The pair arrived two days early and left the house to Watson. Sally insisted that Tom spend the first day at rest.
They decided to stay at the Cauliflower Inn, owned by their father, Baron Claude Blanc. It was a small building tailored to the middle class. Sally thought it was too gaudy and bleak. It was a strange combination; heavy, unattractive curtains hung on every window. Maltreated potted plants lied on the receptionists’ counter.
“Ah, you must be masters Sally and Tom. Your father speaks highly of you,” a receptionist spoke as Tom drew near. It was a clear lie. Father’s sense of family was left desolated by Mother’s death.
The small room that Tom had chosen was unappealing. It seemed to cave in and choke him. No, he thought, those are aftereffects of his panic attack. He was unsure whether it was a panic attack or not.
Although Tom couldn’t sleep, and he guessed neither could Sally next door, they both felt refreshed next morning.
“I’ve already planned where we should go tomorrow,” was the first thing Sally said as they sat eating breakfast.
“We’ll visit the Royal Palace, the National Museum and we’ll pick up our paperwork and uniforms from Oakwood.”
“Sounds good,” was the only thing Tom could think of at the moment. He doubted that those places would take the whole day.
Tom decided to rent a small car. It was a four-seater so it left a sense of emptiness. The Royal Palace, known as many other names, was tastefully decorated.
Marble columns lined the exterior. A dome lied on top of the palace’s rectangular body. It was still an interesting building, but it paled in comparison to the palaces of other nations.
In the inside, the public was allowed into the dining room and throne room, both of which were empty. The throne was something to behold, not because of its glamour, but because of its simplicity.
It was a normal wooden chair. One might think it was misplaced from the dining room. The only thing that differentiated it from any other chair was that the Royal Crest was skillfully engraved into the wood and into the wall above it.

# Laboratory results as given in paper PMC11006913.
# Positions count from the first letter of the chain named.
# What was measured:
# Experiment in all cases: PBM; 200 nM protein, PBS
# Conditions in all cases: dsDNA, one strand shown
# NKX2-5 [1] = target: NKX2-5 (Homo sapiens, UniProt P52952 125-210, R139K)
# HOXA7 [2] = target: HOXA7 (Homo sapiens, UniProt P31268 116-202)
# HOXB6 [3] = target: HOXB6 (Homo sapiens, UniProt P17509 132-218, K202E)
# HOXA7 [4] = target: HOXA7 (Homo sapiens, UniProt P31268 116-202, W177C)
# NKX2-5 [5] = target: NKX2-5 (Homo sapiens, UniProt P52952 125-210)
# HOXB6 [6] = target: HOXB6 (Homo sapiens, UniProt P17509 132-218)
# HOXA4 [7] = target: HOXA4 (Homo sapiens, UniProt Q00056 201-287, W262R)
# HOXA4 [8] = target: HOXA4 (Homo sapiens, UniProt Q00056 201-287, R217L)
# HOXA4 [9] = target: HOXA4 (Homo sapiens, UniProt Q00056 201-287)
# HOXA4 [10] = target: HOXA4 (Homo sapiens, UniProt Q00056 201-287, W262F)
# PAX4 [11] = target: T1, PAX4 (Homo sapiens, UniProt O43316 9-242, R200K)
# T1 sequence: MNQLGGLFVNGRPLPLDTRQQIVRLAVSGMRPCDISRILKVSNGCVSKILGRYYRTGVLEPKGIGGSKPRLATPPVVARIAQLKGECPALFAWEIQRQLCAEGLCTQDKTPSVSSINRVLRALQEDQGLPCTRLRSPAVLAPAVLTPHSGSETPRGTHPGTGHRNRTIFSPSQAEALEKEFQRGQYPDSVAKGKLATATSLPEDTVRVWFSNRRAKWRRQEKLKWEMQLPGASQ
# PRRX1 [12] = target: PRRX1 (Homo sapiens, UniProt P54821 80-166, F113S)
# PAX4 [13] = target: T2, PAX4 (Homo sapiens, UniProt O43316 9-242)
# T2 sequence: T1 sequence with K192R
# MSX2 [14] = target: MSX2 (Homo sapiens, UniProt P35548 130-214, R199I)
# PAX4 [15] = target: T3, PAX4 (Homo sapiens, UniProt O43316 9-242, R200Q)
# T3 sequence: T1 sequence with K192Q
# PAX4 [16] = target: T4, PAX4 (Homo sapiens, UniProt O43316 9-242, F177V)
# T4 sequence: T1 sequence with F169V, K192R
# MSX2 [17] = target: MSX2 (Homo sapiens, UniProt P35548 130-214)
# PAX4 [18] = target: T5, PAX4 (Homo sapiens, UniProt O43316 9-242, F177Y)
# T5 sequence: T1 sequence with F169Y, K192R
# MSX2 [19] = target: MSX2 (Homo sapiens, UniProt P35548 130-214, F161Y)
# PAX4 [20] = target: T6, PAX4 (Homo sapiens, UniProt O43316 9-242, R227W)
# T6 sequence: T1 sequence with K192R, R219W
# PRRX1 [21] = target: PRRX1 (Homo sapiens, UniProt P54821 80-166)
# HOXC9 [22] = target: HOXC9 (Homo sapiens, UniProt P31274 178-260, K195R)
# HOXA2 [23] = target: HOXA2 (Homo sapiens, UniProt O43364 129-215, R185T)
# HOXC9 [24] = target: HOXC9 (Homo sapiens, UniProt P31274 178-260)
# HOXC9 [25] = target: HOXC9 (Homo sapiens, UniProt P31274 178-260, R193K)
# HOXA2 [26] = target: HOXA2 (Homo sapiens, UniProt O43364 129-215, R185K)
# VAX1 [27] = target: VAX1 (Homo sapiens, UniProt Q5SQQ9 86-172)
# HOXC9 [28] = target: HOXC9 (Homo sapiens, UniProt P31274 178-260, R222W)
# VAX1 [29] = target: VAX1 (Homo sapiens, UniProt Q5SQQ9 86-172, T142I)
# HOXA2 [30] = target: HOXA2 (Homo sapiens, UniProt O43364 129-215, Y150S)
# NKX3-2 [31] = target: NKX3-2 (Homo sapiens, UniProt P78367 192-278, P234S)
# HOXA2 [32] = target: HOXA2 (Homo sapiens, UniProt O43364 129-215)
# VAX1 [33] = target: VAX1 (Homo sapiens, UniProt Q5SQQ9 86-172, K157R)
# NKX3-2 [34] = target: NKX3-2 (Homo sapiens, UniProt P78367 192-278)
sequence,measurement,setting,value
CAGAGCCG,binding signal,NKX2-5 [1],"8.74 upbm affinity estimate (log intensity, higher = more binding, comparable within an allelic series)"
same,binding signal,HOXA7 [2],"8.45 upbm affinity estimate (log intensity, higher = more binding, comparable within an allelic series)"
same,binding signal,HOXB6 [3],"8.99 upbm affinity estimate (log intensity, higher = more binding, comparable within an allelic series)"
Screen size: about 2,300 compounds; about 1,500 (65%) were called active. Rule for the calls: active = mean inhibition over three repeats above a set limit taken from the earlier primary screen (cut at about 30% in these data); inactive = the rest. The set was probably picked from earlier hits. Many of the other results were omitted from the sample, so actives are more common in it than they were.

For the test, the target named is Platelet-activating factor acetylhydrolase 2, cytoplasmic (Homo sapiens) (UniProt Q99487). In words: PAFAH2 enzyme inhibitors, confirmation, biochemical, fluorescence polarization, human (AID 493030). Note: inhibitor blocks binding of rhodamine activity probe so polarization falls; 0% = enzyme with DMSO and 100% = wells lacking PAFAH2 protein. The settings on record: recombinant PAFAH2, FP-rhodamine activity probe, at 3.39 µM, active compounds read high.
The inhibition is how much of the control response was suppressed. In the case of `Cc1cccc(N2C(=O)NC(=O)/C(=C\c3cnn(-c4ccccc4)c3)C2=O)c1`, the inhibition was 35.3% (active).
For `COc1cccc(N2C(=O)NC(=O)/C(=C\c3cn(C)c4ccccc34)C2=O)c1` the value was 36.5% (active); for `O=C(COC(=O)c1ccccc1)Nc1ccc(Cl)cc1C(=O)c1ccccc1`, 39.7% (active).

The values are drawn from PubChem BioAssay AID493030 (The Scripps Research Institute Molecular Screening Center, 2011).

Perhaps this was a symbol, Tom thought. That thought was quickly dispelled. If that was the case why did the royals give out titles of nobility?
Ah, it was all a trick, Tom realized. He realized that even within the reigning family there was probably division. This chair holds no value by itself, so it was an empty symbol for the people wanting equality. Then again, the laws concerning titles of nobility were somewhat two-sided. Most likely, one of the monarchs supports the upholding of traditional values and the other is trying to reform society.
After quite some time, Tom nudged his sister and moved on to the museum.
There, free admission was given to the baronet class and above. Another example of special treatment, Tom noted. Sally noted the exquisite collection of decorative eggs while Tom was more interested in the weapons expo.
All of them were similar to his sword, so he figured they all had the same creator. All of them had a simple, but effective shape, and all had some precious or semiprecious gem. Next to the blades, there were portraits of the owners.
They ranged from prominent knights, to generals and admirals, and even past monarchs. “Wow, Grandpa’s blade must really be on par of those of famous people. Also, you were right ‘bout the jewels having a practical use, not that it matters,” Sally joked.
Oakwood was the next stop. The academy was a few miles east of the capital, too far off to call for help.
The uniforms were a dirty crimson. The color looked far too similar to the color of oxygen-exposed blood to be a coincidence. Both male and female uniforms composed of long, gray trousers, crisp white shirts, and crimson overcoats. Sally’s coat was longer and had sharper coattails. Besides that, the uniforms were unbelievably identical.
Tom cringed when he tried them on. He looked more like a butler than a student. He looked at his schedule with disbelief. Pain endurance, darkling anatomy, ancient history, and self-defense. “These classes were ridiculous. None of these help in combating darklings,” he said out-loud angrily.
The pair arrived at the inn shortly before sundown. “I knew it wouldn’t be enough,” Tom muttered. Sally didn’t reply at first.
“The reason why we finished so early is because I have to talk to you,” Sally said with an unusually cold voice.
“Fire away,” the cynical Tom responded. In the corner of his eyes, Sally could see the uneasiness.
“Tell me what happened on that night,”
“Not going to happen”
“You’re dodging me. You exactly which night I'm talking about. This is for your own good.” She was uncharacteristically direct. “I’m not letting you leave the inn unless you talk,” she threatened.
“Fine, Fine, I’ll talk.” Tom finally gave up. He described it the best he could. He left out gruesome details and the fact that his memory became abstract and painful at the end.
“You’re sugarcoating it, aren’t you?”
Tom was silent for a moment. For the first time, he didn’t know how to answer to his sister. “There are some things I wish to spare you from. I don’t want you to suffer too, not like me.” She seemed to understand immediately.